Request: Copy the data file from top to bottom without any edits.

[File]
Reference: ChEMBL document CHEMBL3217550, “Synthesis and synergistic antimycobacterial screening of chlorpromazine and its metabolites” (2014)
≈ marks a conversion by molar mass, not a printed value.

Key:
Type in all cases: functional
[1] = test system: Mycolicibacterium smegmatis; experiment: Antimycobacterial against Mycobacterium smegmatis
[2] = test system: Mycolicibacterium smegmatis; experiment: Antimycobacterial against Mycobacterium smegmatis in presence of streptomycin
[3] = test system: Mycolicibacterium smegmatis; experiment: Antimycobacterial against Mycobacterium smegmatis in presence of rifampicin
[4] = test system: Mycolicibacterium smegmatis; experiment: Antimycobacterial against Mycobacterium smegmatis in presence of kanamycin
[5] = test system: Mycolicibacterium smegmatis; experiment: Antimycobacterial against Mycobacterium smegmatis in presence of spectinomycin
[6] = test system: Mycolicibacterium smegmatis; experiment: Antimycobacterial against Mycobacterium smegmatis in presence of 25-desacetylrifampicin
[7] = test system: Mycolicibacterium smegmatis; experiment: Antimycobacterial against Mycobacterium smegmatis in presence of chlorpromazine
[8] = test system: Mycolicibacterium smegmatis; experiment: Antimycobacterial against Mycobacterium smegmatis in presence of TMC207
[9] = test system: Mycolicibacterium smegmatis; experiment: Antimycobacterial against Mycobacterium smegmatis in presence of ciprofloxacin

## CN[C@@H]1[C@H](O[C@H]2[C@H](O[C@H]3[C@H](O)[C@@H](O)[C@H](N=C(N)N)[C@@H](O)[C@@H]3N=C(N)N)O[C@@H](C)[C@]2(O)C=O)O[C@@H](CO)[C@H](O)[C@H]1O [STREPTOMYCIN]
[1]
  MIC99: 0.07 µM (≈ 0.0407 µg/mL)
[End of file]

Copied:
Reference: ChEMBL document CHEMBL3217550, “Synthesis and synergistic antimycobacterial screening of chlorpromazine and its metabolites” (2014)
≈ marks a conversion by molar mass, not a printed value.

Key:
Type in all cases: functional
[1] = test system: Mycolicibacterium smegmatis; experiment: Antimycobacterial against Mycobacterium smegmatis
[2] = test system: Mycolicibacterium smegmatis; experiment: Antimycobacterial against Mycobacterium smegmatis in presence of streptomycin
[3] = test system: Mycolicibacterium smegmatis; experiment: Antimycobacterial against Mycobacterium smegmatis in presence of rifampicin
[4] = test system: Mycolicibacterium smegmatis; experiment: Antimycobacterial against Mycobacterium smegmatis in presence of kanamycin
[5] = test system: Mycolicibacterium smegmatis; experiment: Antimycobacterial against Mycobacterium smegmatis in presence of spectinomycin
[6] = test system: Mycolicibacterium smegmatis; experiment: Antimycobacterial against Mycobacterium smegmatis in presence of 25-desacetylrifampicin
[7] = test system: Mycolicibacterium smegmatis; experiment: Antimycobacterial against Mycobacterium smegmatis in presence of chlorpromazine
[8] = test system: Mycolicibacterium smegmatis; experiment: Antimycobacterial against Mycobacterium smegmatis in presence of TMC207
[9] = test system: Mycolicibacterium smegmatis; experiment: Antimycobacterial against Mycobacterium smegmatis in presence of ciprofloxacin

## CN[C@@H]1[C@H](O[C@H]2[C@H](O[C@H]3[C@H](O)[C@@H](O)[C@H](N=C(N)N)[C@@H](O)[C@@H]3N=C(N)N)O[C@@H](C)[C@]2(O)C=O)O[C@@H](CO)[C@H](O)[C@H]1O [STREPTOMYCIN]
[1]
  MIC99: 0.07 µM (≈ 0.0407 µg/mL)